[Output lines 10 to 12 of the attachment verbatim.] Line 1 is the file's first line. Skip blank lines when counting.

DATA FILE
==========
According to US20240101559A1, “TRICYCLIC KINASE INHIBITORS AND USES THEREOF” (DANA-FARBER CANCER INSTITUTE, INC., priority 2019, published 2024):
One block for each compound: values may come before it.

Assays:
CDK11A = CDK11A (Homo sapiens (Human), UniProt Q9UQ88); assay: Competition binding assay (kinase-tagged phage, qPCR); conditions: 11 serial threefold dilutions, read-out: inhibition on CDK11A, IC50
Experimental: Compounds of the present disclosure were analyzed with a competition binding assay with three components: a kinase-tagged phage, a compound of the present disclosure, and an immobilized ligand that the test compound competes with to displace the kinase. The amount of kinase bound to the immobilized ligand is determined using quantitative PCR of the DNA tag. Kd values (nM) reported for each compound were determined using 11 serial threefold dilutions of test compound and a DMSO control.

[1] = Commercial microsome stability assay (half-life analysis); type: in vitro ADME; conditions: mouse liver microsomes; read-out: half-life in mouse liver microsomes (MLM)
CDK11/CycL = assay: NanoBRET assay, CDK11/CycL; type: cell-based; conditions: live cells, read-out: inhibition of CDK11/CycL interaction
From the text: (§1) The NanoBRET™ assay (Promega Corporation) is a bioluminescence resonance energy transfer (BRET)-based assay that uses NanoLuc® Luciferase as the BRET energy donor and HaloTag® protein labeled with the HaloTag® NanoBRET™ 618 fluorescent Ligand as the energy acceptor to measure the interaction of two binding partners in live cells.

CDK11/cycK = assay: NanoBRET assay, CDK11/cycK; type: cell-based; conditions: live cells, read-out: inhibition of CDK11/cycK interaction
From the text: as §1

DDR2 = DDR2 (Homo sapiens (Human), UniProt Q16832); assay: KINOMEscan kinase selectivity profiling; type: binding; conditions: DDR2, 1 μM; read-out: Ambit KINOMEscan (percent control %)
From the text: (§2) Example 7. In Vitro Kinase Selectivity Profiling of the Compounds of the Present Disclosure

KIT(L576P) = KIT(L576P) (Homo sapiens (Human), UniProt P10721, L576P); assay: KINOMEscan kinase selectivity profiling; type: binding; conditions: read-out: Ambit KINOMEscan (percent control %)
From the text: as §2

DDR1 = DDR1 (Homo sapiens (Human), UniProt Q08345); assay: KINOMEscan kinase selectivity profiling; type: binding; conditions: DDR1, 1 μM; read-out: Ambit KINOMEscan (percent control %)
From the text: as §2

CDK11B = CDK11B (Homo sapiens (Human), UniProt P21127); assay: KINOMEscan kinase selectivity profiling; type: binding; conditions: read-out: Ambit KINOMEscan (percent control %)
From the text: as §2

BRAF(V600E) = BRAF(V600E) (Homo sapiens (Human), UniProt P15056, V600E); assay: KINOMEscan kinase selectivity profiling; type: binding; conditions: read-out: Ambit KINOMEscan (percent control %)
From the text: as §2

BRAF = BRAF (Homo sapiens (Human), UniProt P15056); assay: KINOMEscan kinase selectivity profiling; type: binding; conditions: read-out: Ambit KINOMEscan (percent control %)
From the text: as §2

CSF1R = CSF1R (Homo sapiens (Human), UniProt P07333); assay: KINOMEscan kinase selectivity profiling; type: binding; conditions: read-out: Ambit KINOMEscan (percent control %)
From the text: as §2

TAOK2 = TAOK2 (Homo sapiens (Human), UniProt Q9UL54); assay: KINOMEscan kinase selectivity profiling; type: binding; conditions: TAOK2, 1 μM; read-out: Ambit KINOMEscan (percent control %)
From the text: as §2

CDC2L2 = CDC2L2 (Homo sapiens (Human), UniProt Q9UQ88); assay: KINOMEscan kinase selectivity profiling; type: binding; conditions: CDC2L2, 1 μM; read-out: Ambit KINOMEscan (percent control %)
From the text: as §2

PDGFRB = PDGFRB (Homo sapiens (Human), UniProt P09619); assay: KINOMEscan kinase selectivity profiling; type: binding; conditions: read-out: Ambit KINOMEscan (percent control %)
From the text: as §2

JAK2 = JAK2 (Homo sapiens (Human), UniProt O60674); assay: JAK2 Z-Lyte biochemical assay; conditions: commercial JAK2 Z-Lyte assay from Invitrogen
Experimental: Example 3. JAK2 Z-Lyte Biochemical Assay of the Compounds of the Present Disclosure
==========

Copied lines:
From the text: as §1

DDR2 = DDR2 (Homo sapiens (Human), UniProt Q16832); assay: KINOMEscan kinase selectivity profiling; type: binding; conditions: DDR2, 1 μM; read-out: Ambit KINOMEscan (percent control %)
From the text: (§2) Example 7. In Vitro Kinase Selectivity Profiling of the Compounds of the Present Disclosure